Agent Rachelle Gardner spills the beans on how to impress an agent … or a publisher … or a reader. Admittedly, not everything on the list will impress a reader, but most of them will. The ideas  apply no matter which route you intend to take with your publishing career. Rachelle’s advice applies to both fiction and nonfiction writers, and she marks her distinctions between the two.

Jim C. Hines: Who Controls Your Amazon E-book Price?

A little more advice that can apply to those who want to self-publish and those who, for the most part, want to go traditionally. Jim Hines uses both publishing routes for different projects, and he wants anyone who’s self-publishing anything (backlist titles or new works) to keep their eyes open when it comes to who sets the prices on their work. Hint: Amazon is in the business of making Amazon happy, not necessarily making you happy.

Eye-Catchers: My Favorite Covers from 2011

I haven’t analyzed a cover for a long time (not since Mira Grant’s Feed), but before the first month of 2012 passed I wanted to share with you my favorite covers from 2011 and why I think they work.* My top three are Blackdog by K.V. Johansen (illustration by Raymond Swanland), Embassytown by China Miéville (illustration and design by David Stevenson), and The Hum and the Shiver (photographs by Valentino Sani and Marilyn Angel Wynn). They all have excellent lines to draw the viewer’s eye and serve as compelling introductions to the stories inside.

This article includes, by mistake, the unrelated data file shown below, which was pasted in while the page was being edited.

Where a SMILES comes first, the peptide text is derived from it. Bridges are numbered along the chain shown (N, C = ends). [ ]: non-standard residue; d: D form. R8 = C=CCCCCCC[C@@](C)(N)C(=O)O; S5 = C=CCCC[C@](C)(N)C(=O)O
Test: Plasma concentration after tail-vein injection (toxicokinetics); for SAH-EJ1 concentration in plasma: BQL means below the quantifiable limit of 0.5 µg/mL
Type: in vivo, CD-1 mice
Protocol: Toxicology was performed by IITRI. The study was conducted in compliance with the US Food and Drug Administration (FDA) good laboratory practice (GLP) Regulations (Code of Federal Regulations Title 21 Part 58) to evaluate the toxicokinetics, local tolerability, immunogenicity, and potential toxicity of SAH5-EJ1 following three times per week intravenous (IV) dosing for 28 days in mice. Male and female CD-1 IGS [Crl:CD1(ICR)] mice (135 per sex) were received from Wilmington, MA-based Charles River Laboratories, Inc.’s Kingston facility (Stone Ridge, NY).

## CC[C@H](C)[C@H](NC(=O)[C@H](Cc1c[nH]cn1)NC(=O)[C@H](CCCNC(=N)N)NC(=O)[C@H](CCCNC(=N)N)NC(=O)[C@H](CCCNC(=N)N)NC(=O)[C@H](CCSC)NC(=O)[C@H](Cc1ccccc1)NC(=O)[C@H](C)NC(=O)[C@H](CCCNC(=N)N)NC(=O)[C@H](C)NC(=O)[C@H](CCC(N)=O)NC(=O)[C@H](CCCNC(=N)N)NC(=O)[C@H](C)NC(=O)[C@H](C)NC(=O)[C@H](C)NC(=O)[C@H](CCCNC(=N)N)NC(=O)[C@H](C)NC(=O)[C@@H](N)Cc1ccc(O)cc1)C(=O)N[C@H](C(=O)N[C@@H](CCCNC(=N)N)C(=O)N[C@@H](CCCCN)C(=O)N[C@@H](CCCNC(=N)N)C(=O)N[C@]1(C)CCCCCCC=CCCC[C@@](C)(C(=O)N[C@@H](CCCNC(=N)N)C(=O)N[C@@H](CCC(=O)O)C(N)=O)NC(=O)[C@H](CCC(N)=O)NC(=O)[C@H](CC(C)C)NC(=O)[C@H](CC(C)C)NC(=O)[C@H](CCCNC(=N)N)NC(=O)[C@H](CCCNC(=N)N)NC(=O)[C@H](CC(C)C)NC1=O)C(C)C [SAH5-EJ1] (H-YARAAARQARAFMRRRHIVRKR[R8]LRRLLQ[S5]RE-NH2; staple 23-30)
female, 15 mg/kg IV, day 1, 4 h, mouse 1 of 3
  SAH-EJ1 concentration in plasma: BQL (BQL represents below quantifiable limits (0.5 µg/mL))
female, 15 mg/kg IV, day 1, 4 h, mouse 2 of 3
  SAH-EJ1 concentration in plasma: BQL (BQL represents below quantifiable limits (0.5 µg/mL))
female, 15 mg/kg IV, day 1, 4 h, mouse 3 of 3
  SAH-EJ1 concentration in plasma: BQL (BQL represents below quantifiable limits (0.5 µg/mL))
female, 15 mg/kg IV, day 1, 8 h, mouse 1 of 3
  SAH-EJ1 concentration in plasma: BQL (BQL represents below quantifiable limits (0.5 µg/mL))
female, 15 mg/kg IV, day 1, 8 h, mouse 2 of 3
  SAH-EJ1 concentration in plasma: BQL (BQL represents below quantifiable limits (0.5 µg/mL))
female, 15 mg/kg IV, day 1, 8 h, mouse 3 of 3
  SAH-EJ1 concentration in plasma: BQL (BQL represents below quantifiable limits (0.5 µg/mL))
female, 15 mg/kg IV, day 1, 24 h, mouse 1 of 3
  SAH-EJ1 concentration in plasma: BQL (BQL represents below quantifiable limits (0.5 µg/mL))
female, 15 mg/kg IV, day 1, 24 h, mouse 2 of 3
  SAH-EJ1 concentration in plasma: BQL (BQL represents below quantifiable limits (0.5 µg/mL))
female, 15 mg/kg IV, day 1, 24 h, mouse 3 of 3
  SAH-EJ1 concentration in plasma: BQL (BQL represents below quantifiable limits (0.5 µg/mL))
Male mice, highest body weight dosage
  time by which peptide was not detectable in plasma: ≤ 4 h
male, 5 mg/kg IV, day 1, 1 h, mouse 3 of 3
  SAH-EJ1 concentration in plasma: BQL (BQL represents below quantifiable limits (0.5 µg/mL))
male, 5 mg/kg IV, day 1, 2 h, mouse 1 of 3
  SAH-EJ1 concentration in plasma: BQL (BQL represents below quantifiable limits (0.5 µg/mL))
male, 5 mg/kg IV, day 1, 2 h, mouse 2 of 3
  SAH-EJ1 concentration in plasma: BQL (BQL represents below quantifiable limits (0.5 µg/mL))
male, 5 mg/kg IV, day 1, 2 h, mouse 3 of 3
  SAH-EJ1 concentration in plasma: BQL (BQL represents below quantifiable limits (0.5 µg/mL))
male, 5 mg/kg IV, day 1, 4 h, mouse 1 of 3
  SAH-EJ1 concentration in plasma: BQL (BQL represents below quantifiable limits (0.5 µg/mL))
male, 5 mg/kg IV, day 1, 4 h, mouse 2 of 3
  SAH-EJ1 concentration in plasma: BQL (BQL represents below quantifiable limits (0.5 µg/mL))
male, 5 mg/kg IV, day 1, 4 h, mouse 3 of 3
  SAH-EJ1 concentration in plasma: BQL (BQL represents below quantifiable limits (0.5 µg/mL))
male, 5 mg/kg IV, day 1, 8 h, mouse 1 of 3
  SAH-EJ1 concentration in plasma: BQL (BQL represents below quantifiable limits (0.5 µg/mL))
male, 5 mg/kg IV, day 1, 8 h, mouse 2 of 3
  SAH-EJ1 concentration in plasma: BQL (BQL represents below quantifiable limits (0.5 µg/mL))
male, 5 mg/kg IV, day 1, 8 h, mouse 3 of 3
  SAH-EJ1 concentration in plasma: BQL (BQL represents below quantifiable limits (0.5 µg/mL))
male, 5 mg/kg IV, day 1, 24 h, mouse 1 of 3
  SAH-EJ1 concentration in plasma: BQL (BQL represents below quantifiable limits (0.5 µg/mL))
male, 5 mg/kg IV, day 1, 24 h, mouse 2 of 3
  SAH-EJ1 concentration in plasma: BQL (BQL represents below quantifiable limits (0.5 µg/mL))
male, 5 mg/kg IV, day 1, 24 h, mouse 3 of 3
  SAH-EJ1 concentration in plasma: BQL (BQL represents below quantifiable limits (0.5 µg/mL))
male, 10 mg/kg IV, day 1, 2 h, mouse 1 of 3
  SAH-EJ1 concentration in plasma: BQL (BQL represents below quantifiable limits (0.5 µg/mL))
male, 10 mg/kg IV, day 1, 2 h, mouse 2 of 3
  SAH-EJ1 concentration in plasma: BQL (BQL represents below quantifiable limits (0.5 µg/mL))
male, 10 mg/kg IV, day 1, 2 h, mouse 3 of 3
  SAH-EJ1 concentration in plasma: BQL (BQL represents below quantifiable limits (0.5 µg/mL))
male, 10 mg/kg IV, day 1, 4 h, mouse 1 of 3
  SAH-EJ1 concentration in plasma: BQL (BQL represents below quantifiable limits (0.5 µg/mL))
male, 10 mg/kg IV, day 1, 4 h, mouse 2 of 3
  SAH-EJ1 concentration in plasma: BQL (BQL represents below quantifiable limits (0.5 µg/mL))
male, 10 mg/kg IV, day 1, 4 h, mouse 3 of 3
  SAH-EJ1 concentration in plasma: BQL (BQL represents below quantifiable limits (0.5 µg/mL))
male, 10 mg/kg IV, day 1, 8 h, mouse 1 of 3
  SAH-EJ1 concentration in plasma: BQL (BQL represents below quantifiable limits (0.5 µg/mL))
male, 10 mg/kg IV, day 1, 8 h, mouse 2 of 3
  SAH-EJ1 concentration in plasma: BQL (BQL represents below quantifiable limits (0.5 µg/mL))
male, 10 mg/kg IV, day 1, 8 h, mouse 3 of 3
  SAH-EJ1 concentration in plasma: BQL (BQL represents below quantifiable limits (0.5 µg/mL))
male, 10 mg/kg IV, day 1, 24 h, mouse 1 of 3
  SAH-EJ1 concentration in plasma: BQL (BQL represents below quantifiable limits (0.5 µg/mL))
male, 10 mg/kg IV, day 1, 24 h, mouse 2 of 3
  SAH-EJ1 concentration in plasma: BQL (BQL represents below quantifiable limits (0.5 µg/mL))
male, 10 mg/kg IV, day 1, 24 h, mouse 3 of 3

Blackdog: A Study in Eye Movement

Blackdog by K. V. Johansen

There are a lot of things I love about this cover, but all of it hinges on the spectacular illustration from Raymond Swanland. The color scheme is striking even though it isn’t flashy, because Swanland has a nice contrast between the lights and darks that adds flavor and variety without having to be extreme; the image packs a lot of elements in without feeling busy; Holla-Sayan (the guy in the foreground) is compelling.